The compounds obtained after quenching the reaction mixture with CO2 or acetic acid were stable at 100° C. under reduced pressure. However, with CO2 as neutralising agent at 150° C. under reduced pressure, depolymerisation occurred indicating the neutralisation was reversible. With silyl phosphate or acetic acid as neutralising agent the polymer obtained was stable up to 150° C.
Phosphazene base ring-opening polymerisation using (Me2 N)3 P═N--)4 P! F! catalyst D4 cyclics (1 Kg) was placed in a reaction vessel under nitrogen, stirred and heated to 100° C. and stirred for 30 minutes to remove any CO2 dissolved in the cyclics. The catalyst (Me2 N)3 P═N--)4 P! F!(12 ppm) was added as a 0.3 molar benzene solution. Polymerisation occurred within 2 minutes of adding the catalyst and the stirrer was turned off after 5 minutes. Heating was continued for 30 minutes at 100° C. followed by cooling the mixture to 25° C. The product was removed from the reaction vessel and stored in glass jars. The product was analysed by gpc (gel permeation chromatography) and found to have a molecular weight Mw of 800000.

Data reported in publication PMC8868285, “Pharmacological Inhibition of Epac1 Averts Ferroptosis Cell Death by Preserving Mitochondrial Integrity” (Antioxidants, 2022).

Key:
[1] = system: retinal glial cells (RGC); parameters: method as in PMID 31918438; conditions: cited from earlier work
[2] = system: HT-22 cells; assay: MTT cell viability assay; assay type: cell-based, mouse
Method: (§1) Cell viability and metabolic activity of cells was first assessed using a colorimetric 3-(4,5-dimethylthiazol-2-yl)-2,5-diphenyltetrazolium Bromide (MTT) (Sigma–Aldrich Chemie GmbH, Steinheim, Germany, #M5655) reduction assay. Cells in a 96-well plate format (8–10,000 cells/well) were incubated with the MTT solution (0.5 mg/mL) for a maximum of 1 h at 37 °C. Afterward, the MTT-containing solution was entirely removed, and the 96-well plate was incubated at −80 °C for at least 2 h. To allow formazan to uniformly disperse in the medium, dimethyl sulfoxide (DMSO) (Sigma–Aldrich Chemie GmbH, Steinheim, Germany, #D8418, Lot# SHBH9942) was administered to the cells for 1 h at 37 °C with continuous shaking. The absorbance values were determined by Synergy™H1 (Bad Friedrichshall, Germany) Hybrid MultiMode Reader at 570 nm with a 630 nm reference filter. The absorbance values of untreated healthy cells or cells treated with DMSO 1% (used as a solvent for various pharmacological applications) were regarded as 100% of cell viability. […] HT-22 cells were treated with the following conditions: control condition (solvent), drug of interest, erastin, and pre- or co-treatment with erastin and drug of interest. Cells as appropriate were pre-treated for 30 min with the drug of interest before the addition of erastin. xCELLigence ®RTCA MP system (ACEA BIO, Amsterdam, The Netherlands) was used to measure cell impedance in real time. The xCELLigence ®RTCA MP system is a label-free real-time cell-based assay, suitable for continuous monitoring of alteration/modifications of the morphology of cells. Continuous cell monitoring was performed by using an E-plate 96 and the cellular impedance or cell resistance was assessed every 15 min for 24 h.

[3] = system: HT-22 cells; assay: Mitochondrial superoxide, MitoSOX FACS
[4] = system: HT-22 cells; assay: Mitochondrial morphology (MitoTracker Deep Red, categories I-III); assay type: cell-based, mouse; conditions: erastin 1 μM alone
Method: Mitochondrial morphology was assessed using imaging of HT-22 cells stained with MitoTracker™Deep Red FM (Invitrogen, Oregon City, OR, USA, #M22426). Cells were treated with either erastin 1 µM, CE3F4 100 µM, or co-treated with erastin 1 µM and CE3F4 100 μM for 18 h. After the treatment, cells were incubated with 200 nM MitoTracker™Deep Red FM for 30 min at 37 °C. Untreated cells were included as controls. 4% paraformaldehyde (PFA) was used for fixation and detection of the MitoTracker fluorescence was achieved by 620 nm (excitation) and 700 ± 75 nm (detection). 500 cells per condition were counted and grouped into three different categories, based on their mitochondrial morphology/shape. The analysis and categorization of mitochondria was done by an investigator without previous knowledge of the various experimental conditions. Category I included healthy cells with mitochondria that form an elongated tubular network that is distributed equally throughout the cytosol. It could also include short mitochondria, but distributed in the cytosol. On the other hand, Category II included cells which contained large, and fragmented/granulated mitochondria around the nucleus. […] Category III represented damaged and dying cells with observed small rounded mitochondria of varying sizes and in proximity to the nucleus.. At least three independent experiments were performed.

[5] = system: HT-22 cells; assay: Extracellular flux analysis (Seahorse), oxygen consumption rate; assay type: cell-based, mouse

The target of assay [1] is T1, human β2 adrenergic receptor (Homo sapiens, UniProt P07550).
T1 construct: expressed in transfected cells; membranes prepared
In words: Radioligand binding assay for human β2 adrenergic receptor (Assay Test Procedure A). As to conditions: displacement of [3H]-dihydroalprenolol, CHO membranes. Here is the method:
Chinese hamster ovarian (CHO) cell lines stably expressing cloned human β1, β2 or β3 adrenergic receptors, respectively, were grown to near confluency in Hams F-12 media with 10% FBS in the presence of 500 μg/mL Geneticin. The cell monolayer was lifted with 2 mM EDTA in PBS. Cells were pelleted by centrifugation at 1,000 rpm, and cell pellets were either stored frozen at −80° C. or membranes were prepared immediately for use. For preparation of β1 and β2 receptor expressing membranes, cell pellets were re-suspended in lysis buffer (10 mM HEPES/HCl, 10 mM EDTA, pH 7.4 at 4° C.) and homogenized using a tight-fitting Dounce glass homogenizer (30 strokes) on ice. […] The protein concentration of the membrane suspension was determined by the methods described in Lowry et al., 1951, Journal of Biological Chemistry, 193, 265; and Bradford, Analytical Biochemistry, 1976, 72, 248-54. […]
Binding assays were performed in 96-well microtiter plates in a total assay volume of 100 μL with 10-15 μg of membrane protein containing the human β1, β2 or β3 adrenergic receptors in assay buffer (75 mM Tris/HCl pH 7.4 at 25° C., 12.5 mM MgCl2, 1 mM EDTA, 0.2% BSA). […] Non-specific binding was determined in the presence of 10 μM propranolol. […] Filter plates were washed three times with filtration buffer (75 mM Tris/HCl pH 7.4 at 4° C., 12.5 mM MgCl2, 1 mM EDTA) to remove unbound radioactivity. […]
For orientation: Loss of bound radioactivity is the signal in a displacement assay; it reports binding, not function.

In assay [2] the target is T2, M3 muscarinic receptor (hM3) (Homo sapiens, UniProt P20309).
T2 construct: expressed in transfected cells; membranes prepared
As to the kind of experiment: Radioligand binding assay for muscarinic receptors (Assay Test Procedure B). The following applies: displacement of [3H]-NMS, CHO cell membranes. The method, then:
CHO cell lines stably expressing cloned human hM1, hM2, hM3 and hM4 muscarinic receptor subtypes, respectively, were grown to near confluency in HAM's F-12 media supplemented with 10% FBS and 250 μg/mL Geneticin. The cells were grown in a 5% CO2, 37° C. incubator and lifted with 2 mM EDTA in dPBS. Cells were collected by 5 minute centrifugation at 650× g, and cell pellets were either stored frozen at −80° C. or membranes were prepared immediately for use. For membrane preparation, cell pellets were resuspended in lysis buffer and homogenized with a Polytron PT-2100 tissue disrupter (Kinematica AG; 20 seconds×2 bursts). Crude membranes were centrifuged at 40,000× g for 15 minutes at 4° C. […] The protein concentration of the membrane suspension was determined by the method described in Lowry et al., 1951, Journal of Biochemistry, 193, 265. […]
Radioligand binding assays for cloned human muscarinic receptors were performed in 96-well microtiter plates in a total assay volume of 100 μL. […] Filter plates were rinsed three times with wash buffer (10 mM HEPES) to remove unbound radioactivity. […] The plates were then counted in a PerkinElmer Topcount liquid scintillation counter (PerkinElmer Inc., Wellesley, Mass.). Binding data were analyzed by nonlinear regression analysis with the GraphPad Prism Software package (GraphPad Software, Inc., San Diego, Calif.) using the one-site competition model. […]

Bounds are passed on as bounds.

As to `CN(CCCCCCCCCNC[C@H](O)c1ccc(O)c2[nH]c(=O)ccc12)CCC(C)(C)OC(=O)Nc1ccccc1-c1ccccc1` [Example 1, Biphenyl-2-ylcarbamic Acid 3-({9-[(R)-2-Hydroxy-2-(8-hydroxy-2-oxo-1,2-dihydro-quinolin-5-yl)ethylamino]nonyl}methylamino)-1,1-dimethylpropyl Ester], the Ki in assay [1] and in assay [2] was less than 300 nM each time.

The reaction was repeated at room temperature in air using 100 g of D4 cyclics with 227 ppm catalyst. The polymerisation is slow and took 2 h to show an increase in viscosity and 18 h to form a gum consistency product.